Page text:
Love LGBTQ-Style on The Silver Screen

[ 0 ] February 6, 2017 |

by chris carpenter –


Valentine’s Day is just around the corner and Cupid’s bow and arrows are at the ready. Some hope to be love-struck, while others may do everything they can to dodge his amorous arsenal. Either way, there is little doubt that love will be in the air for the next few weeks.

Lots of people turn to romantic movies this time of year for both encouragement and solace, which got us at The Rage Monthly thinking about those LGBTQ-themed films that can be considered”most romantic.” I have my personal preferences, but I also enlisted the help of nearly 30 gay and lesbian Facebook friends to identify their overall favorites.

The notion of romantic movies geared toward our community is actually fairly recent, with few such films made before the 1990s. Most previous films featuring LGBTQ characters usually saw them being killed, committing suicide or otherwise being punished for their non-conforming yearnings. Pioneering early productions incorporating more positive depictions of LGBTQ protagonists include “Midnight Cowboy” (1969), “Sunday Bloody Sunday” (1971), “Dog Day Afternoon” (1975); “Making Love” (1982) and “My Beautiful Launderette” (1985).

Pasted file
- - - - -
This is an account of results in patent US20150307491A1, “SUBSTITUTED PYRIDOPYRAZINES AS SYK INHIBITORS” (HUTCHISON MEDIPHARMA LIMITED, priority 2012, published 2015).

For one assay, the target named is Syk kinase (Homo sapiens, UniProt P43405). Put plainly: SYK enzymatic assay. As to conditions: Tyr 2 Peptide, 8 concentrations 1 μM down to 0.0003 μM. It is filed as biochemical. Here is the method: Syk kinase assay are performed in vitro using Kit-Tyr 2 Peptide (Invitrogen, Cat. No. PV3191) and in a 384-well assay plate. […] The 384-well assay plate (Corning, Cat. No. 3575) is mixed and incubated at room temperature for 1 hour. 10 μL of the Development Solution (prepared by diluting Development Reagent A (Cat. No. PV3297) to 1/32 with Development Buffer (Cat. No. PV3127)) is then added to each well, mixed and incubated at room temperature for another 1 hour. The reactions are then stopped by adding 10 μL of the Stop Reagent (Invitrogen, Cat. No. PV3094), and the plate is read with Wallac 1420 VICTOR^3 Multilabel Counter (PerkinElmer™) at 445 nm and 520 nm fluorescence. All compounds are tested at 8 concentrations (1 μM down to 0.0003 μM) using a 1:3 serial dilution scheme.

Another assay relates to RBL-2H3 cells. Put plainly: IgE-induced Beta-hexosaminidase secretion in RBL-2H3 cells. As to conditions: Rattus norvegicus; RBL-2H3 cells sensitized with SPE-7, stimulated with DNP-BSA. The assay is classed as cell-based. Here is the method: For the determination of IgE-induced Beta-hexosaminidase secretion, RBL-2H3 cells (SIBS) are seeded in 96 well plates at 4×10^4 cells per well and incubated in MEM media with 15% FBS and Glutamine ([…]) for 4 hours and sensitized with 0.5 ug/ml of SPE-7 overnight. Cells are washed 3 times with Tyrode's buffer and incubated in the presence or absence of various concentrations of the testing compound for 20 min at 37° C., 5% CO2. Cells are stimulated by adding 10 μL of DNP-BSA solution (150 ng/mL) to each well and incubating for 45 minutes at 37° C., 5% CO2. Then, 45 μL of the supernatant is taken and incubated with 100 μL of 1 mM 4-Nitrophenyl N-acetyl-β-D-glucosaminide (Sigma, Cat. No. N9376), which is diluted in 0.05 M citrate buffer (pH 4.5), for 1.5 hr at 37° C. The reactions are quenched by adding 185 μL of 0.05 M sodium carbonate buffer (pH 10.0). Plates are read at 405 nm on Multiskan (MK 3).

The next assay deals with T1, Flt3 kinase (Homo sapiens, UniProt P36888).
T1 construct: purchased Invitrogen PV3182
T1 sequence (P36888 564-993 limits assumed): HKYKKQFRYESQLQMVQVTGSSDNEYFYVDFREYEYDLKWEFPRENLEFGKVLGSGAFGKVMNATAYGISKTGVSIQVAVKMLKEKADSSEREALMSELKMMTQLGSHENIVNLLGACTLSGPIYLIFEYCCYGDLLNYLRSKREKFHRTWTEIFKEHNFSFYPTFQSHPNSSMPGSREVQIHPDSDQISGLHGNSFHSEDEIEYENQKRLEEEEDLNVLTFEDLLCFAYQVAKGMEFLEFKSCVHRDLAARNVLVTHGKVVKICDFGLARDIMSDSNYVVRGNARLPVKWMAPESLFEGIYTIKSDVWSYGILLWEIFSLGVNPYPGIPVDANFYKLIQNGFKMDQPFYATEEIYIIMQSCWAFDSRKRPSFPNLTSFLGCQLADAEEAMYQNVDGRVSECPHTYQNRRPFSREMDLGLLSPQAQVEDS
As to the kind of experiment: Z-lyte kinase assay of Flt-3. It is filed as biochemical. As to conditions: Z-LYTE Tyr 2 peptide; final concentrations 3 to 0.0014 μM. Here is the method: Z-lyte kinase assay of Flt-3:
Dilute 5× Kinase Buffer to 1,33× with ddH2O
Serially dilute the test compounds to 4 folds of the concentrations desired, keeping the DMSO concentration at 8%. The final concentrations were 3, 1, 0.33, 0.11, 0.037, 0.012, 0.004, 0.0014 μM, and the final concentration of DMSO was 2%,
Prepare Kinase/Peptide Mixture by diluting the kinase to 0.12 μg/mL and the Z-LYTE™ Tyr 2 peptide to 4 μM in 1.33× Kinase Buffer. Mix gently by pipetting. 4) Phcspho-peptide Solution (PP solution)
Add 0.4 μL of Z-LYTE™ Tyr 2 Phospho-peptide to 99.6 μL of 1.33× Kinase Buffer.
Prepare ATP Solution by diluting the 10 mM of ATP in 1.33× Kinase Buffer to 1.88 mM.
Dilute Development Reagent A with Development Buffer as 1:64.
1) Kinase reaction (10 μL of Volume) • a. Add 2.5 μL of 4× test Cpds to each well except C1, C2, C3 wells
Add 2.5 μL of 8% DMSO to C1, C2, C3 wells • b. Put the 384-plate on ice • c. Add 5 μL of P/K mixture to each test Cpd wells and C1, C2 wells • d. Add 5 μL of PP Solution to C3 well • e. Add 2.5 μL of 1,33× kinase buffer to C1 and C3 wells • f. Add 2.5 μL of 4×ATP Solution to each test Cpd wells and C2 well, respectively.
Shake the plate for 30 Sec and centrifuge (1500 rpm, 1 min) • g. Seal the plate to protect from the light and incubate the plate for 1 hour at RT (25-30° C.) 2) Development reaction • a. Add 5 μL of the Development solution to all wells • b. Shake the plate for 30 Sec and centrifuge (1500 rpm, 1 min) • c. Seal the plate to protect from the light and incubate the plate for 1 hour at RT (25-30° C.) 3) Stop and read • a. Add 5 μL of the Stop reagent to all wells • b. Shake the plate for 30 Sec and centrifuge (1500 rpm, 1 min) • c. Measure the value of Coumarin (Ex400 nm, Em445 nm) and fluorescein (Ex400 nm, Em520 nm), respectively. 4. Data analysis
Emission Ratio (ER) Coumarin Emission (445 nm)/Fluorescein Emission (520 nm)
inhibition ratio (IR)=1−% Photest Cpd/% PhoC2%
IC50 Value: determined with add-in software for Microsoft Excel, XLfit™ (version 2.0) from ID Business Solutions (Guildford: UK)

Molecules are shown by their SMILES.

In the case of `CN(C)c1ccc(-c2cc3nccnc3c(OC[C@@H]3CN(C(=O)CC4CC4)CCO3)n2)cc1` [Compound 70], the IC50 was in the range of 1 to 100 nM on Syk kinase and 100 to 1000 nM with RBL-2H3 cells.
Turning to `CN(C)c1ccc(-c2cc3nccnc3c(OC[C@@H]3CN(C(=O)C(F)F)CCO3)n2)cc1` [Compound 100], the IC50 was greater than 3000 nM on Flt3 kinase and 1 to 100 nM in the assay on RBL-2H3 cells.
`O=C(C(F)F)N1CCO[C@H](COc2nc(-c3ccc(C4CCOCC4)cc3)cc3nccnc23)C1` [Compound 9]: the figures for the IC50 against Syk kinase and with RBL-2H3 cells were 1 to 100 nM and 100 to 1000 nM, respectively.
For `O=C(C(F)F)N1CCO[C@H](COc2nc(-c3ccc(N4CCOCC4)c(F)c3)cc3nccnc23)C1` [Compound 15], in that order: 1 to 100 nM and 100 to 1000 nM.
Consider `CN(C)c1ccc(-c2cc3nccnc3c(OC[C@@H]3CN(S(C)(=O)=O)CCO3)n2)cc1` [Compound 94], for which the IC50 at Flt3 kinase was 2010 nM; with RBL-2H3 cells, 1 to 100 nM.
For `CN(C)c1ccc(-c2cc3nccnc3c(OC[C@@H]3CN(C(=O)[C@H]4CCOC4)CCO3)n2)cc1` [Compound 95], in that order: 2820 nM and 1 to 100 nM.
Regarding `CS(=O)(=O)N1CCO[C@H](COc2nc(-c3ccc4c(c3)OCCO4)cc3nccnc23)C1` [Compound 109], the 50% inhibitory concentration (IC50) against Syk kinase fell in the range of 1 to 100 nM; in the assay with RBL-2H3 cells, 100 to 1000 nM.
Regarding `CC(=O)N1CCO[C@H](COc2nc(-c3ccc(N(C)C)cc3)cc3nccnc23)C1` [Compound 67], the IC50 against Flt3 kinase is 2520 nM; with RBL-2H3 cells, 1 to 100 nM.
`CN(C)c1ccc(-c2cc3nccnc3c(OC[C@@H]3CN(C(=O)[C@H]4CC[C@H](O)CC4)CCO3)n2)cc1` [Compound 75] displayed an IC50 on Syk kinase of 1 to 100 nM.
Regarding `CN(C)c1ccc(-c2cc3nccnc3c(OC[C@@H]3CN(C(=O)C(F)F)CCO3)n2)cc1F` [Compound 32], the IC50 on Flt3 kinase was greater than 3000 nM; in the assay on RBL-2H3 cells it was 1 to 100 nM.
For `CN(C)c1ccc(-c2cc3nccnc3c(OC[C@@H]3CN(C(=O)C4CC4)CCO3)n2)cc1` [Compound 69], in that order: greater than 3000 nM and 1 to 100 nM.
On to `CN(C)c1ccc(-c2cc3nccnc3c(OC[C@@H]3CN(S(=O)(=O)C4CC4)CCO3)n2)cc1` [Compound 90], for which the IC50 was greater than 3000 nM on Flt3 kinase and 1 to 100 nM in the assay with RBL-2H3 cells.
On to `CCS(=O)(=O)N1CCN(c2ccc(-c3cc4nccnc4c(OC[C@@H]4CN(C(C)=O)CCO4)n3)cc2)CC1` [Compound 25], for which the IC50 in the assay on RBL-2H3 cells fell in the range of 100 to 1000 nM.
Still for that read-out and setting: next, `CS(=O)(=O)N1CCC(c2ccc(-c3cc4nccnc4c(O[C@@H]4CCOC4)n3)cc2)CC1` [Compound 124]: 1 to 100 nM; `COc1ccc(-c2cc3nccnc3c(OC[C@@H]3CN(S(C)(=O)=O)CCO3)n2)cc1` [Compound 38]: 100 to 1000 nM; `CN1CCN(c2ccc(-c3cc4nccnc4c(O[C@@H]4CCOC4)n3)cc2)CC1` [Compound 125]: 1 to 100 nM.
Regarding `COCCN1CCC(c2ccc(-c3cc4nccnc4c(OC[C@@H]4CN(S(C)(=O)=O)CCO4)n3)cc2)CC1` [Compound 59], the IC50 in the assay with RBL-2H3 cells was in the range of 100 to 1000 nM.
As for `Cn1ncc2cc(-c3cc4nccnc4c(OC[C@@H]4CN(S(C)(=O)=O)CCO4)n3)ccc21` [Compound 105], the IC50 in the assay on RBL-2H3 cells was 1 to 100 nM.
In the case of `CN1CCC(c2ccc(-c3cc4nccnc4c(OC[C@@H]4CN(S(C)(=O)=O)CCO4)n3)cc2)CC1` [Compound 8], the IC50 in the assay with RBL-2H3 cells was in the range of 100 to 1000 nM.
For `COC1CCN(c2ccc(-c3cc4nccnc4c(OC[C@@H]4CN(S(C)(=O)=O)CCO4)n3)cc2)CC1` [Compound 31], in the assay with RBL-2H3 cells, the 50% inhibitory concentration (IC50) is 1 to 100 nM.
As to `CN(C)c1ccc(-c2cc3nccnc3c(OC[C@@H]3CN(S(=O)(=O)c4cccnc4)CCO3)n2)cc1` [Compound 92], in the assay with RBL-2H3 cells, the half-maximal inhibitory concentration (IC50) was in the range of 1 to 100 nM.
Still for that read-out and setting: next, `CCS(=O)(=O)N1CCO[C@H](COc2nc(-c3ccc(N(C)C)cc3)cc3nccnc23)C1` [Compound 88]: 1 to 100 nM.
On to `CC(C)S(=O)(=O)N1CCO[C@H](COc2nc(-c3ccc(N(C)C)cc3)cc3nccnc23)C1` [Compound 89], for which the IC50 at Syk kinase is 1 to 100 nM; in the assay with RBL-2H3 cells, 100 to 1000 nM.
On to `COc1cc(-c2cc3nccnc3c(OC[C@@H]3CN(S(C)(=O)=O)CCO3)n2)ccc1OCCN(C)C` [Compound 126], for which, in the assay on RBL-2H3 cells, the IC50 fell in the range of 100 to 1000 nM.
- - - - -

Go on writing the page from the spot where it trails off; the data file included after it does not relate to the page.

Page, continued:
Two recent, admirably unapologetic additions to the lesbian love canon are “Blue Is the Warmest Color,” the acclaimed and erotic 2013 film about a young French woman’s sexual awakening and 2015’s award-winning “Carol,” starring Cate Blanchett and Rooney Mara as women having a secret affair in the closeted 1950s.

Things really started to improve with 1987’s sympathetic “Maurice.” This gorgeous Merchant-Ivory adaptation of E.M. Forster’s autobiographical novel, which Forster refused to allow to be published while he was living, focuses on the repressed feelings shared between two young, upper-class British men. While their relationship doesn’t endure, the title character is more successful with a dark and handsome groundskeeper (memorably played by Rupert Graves).

Pre-’90s romantic favorites among the ladies include the true story “Silkwood” (1983), in which Cher plays a lesbian power plant worker caring for her radiation-exposed friend (an early Oscar-nominated performance by Meryl Streep); “Desert Hearts” (1986), a passionate, 1950s-set love story between a divorcee and the Nevada ranch hand she meets; and “Personal Best” (1982), Robert Towne’s graphic-at-the-time exploration of love between two female athletes and the male coach who threatens to come between them.